My Point of View: Fourth is a day to celebrate and a mission

Published 9:07 pm Monday, July 1, 2019

My Point of View by Jennifer Vogt-Erickson

Jennifer Vogt-Erickson


We are great beneficiaries of people who defied a king and designed a daring experiment.

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We are a nation founded on Enlightenment ideas — including that we are to be ruled by laws and no one is above the law, that our leaders obtain their authority by consent of the governed, that church and state should be separate in order that neither would corrupt the other, that co-equal branches of government must place checks and balances on each other, and that every person has the right to life, liberty and the pursuit of happiness.

Words can hardly express how powerful and beautiful these ideas are, and how brazen they were at the time. Our Founding Fathers fell short, though, in at least one unpardonable regard. The signers of the Declaration of Independence did not intend to abolish slavery.

Thus, we are a nation founded on both liberty and its opposite, and we are the beneficiaries of slave labor. Our Founding Fathers wrestled by different degrees with this paradox. Some, like James Madison, acknowledged misgivings in their personal writings about owning slaves while they championed liberty and right to self-governance for themselves.

Ben Franklin, himself a slave owner of two men, gradually changed his views during the course of his life. As his observations eroded his original belief in the inferiority of slaves, he freed the men and joined the abolition movement. In his final essay, written from his deathbed, he attacked slavery in a biting satire.

He signed off with one of his many pseudonyms: “Historicus.” The voice of history.

Last week I saw a meme posted by a Freeborn County resident that said, “European Christians built this nation.” As a person of Norwegian Lutheran and German Catholic heritage, I reject this lie. It’s the same white nationalist meme that birthed the ideas of “Lebensraum” (Living Space) and the horrific Endlösung der Judenfrage (Final Solution to the Jewish Question). It cuts my heart to see it, reminding me that the people who dutifully and efficiently carried out the Holocaust in the name of racial purity and the Christian God are my relatives.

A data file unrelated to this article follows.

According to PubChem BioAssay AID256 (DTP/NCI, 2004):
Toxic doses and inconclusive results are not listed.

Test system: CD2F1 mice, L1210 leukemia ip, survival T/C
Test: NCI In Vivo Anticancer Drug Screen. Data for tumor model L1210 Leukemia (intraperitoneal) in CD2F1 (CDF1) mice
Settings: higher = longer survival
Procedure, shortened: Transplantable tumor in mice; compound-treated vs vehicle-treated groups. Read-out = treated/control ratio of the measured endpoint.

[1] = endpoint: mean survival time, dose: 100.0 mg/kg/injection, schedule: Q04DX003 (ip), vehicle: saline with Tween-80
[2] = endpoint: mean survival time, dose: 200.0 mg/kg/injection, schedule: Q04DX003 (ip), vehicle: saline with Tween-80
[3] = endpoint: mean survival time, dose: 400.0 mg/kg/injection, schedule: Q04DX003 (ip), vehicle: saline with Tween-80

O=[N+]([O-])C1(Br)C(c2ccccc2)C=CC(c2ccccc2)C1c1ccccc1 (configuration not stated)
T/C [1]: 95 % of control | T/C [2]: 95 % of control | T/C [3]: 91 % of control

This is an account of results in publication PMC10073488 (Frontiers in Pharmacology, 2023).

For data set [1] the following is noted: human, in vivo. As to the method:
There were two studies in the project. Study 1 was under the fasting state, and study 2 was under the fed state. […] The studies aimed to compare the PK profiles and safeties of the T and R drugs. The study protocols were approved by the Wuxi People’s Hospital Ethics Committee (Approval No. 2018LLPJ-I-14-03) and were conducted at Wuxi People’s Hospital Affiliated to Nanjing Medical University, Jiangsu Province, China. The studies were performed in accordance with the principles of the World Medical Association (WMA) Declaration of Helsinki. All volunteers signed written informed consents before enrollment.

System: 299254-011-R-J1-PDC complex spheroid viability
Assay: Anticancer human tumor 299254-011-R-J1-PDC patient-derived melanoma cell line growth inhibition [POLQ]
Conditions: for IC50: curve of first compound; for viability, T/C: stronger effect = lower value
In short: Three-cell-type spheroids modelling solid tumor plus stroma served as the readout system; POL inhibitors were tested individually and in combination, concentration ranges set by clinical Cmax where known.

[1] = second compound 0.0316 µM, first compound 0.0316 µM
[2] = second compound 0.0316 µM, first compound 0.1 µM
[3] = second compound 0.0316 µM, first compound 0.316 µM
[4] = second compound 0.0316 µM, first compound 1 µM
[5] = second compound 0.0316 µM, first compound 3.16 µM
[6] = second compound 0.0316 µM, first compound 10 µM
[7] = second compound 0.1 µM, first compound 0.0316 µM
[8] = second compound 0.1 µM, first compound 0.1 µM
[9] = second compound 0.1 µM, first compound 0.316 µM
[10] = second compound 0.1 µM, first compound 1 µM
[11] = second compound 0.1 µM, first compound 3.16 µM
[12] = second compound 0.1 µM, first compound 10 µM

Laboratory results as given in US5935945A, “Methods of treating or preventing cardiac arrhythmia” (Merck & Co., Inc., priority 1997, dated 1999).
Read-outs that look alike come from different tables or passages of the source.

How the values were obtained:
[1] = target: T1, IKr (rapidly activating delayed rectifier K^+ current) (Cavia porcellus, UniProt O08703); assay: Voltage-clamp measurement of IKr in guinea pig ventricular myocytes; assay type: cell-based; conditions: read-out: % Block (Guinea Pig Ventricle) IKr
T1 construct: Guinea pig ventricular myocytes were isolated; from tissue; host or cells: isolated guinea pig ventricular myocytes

The kindest thing I can say about the meme is that it purposely discounts the substantial contributions to America of many groups, including Africans.

Africans built this nation, too. They were forced to come here by the millions, in chains, sold at auction, separated from their families, beaten for insubordination. They and their children and their children’s children were owned for life by masters who were virtually all white. Many of our great buildings and monuments were erected by people who never drew a single breath as a free person. Africans had the highest death rate of anyone but indigenous people, who were also at risk of enslavement, driven off their ancestral lands and nearly wiped out by European diseases like small pox. Even with sky high mortality, African slaves were about 20% of the population at our nation’s founding.

We have yet to fully reconcile our past history of both championing liberty and preserving slavery. The U.S. still hasn’t bestowed the full blessings of liberty upon all its citizens.

After legal slavery ended, black Americans were subjected to the Black Codes, Jim Crow, school segregation, redlining (banks not loaning money to people who lived in minority neighborhoods), mass incarceration and other discrimination.

Discrimination is not just experienced in a lifetime, it has cumulative effects over generations, like rings on a tree that is stunted by shade versus given full sunlight. And yet people and groups are often judged only by the fruit they bear, not their endurance and tenacity in the face of adversity.

Step by painful step, our country has extended individual rights to more groups. Despite shortcomings, our nation has persisted through many challenges and thrived because of the strength of the ideas it was founded on. The belief in those ideas have made it possible for any person, no matter what their religion or cultural heritage or color, to be stitched into the fabric of America, like stars in Betsy Ross’s first flag.

Our founding documents are still what bind us together, which makes America unusual in world history. Here we are with this unlikely inheritance, our chance to protect and promote these rights 243 years after 55 colonists dipped quill in ink to “mutually pledge to each other our Lives, our Fortunes, and our sacred Honor” in support of their bold break from British authority.

We are still working to bestow the full blessings of liberty upon all our citizens. Independence Day is both a holiday to celebrate and also a mission for us to complete. Happy July Fourth, and cheers to every ideal our Declaration of Independence inspires us to strive for, generation after generation.

Jennifer Vogt-Erickson is a member of the Freeborn County DFL Party.